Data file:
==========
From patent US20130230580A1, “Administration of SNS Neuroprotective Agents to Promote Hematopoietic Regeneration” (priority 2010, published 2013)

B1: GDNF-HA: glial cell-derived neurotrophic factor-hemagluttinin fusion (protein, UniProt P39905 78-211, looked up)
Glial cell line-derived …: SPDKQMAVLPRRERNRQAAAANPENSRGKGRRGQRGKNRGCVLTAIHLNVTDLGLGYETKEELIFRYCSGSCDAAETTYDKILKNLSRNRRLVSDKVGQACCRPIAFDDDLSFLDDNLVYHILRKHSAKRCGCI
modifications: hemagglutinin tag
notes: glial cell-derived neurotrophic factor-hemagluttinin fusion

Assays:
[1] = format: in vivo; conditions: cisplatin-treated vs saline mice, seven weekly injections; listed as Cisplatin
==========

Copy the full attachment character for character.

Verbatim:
From patent US20130230580A1, “Administration of SNS Neuroprotective Agents to Promote Hematopoietic Regeneration” (priority 2010, published 2013)

B1: GDNF-HA: glial cell-derived neurotrophic factor-hemagluttinin fusion (protein, UniProt P39905 78-211, looked up)
Glial cell line-derived …: SPDKQMAVLPRRERNRQAAAANPENSRGKGRRGQRGKNRGCVLTAIHLNVTDLGLGYETKEELIFRYCSGSCDAAETTYDKILKNLSRNRRLVSDKVGQACCRPIAFDDDLSFLDDNLVYHILRKHSAKRCGCI
modifications: hemagglutinin tag
notes: glial cell-derived neurotrophic factor-hemagluttinin fusion

Assays:
[1] = format: in vivo; conditions: cisplatin-treated vs saline mice, seven weekly injections; listed as Cisplatin